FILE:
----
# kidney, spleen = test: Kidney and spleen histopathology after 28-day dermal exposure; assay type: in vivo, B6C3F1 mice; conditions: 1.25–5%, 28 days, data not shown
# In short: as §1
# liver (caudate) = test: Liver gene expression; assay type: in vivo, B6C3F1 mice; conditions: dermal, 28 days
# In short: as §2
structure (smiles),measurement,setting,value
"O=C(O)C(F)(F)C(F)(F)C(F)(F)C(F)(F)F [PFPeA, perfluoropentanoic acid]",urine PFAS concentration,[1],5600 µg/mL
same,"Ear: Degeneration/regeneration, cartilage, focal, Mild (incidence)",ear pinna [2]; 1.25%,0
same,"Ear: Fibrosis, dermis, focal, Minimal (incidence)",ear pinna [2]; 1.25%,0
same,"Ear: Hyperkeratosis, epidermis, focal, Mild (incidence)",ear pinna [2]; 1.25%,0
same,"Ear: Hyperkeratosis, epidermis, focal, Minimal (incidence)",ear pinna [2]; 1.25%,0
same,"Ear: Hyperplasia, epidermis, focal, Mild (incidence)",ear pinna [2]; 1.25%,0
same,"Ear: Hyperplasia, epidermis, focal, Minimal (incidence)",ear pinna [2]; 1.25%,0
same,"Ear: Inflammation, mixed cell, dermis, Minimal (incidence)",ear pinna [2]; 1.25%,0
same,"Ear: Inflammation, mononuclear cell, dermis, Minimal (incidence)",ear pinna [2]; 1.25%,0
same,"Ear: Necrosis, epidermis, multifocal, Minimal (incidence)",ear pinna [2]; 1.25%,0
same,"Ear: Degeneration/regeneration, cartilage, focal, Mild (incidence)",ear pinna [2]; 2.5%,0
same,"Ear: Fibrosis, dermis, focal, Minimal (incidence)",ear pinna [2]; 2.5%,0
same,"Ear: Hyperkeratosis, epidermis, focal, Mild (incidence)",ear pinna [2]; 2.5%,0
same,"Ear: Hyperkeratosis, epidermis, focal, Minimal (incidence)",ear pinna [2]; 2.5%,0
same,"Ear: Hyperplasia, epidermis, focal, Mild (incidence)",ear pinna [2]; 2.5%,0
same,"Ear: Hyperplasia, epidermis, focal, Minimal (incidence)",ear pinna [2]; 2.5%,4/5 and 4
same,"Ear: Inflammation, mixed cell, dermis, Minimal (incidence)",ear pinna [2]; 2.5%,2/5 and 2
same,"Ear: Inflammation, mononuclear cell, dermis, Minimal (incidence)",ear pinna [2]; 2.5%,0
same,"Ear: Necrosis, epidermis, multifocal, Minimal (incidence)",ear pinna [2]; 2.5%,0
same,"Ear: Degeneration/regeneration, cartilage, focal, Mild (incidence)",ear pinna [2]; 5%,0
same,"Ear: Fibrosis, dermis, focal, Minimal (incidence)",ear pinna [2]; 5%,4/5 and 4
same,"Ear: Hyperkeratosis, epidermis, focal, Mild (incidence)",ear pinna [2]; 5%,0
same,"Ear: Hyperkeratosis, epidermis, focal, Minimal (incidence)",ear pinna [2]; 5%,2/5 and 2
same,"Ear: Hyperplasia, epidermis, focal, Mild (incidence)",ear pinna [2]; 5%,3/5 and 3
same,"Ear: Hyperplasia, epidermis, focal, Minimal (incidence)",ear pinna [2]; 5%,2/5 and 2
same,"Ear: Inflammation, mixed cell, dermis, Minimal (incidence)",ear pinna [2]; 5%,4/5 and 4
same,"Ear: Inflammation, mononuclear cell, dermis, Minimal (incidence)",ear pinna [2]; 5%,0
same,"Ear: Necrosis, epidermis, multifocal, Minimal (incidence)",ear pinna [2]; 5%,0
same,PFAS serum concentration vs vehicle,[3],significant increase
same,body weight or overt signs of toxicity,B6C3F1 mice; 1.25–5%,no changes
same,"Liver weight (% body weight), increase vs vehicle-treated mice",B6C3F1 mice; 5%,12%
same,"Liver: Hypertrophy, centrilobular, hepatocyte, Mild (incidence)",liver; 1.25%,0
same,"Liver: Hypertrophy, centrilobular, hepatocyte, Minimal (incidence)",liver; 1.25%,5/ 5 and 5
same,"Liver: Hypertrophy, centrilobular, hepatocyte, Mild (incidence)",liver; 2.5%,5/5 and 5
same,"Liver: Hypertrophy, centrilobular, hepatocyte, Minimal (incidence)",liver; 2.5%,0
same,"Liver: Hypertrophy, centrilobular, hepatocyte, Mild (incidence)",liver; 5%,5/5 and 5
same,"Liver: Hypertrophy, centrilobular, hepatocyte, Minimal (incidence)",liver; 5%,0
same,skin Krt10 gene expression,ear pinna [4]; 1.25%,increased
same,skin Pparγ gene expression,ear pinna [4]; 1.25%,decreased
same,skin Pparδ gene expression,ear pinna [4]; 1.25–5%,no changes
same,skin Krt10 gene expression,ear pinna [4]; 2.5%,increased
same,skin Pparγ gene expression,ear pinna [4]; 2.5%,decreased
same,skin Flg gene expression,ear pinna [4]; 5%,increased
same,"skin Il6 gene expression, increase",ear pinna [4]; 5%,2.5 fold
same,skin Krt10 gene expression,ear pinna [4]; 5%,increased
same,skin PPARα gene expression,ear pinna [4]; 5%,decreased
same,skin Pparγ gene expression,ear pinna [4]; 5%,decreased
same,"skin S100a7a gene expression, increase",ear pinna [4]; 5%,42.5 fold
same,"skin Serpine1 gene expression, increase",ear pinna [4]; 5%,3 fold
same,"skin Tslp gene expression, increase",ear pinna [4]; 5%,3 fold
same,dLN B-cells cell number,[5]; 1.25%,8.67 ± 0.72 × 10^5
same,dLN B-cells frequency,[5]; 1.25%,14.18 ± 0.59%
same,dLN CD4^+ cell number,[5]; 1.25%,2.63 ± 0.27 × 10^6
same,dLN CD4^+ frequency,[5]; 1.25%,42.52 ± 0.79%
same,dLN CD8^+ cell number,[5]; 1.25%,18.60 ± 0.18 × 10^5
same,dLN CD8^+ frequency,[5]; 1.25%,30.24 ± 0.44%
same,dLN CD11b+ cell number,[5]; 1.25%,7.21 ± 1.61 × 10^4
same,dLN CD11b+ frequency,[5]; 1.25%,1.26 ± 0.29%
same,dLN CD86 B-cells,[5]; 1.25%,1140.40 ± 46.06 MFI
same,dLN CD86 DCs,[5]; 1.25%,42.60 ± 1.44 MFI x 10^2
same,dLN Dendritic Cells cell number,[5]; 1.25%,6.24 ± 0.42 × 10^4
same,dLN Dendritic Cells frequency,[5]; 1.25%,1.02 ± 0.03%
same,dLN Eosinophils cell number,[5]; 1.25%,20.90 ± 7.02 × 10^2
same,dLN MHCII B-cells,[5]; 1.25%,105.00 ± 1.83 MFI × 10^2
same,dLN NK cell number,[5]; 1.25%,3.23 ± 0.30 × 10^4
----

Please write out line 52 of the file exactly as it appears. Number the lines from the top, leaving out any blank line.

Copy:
same,skin Pparγ gene expression,ear pinna [4]; 5%,decreased